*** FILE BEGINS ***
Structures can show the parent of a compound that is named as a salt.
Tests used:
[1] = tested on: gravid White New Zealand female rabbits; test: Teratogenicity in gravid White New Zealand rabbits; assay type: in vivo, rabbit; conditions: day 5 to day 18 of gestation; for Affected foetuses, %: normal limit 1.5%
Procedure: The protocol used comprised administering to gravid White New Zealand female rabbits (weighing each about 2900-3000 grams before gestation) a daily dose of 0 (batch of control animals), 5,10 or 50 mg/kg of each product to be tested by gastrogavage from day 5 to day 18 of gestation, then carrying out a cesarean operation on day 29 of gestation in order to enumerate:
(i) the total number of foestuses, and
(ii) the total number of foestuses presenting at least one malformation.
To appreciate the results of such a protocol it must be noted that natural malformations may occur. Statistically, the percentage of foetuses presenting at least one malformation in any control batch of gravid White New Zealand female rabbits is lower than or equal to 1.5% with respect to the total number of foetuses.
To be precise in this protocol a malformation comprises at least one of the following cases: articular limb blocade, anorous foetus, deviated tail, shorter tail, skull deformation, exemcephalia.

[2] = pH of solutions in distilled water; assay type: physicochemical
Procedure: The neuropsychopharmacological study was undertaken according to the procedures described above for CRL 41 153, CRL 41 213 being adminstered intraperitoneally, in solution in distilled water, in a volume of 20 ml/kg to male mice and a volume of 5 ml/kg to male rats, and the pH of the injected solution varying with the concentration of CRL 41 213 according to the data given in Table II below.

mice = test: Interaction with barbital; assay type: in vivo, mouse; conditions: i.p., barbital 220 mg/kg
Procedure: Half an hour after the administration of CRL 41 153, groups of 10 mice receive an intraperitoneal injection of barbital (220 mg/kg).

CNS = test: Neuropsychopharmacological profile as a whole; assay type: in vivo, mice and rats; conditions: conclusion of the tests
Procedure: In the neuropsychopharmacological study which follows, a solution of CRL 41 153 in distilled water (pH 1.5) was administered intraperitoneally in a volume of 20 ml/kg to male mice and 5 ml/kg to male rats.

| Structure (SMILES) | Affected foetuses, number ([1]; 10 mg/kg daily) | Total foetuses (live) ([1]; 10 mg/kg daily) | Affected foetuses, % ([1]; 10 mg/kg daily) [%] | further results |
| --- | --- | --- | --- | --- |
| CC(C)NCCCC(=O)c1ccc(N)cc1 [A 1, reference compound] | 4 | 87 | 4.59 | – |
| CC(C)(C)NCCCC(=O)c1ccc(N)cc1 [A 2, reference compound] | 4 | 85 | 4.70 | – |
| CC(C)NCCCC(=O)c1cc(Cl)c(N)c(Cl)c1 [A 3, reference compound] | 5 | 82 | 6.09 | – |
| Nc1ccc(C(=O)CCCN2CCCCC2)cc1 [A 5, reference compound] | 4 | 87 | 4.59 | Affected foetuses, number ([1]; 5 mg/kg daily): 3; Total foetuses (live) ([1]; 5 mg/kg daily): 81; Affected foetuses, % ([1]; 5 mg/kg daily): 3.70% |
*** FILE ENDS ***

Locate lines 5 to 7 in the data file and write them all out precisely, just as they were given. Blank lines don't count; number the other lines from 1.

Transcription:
(i) the total number of foestuses, and
(ii) the total number of foestuses presenting at least one malformation.
To appreciate the results of such a protocol it must be noted that natural malformations may occur. Statistically, the percentage of foetuses presenting at least one malformation in any control batch of gravid White New Zealand female rabbits is lower than or equal to 1.5% with respect to the total number of foetuses.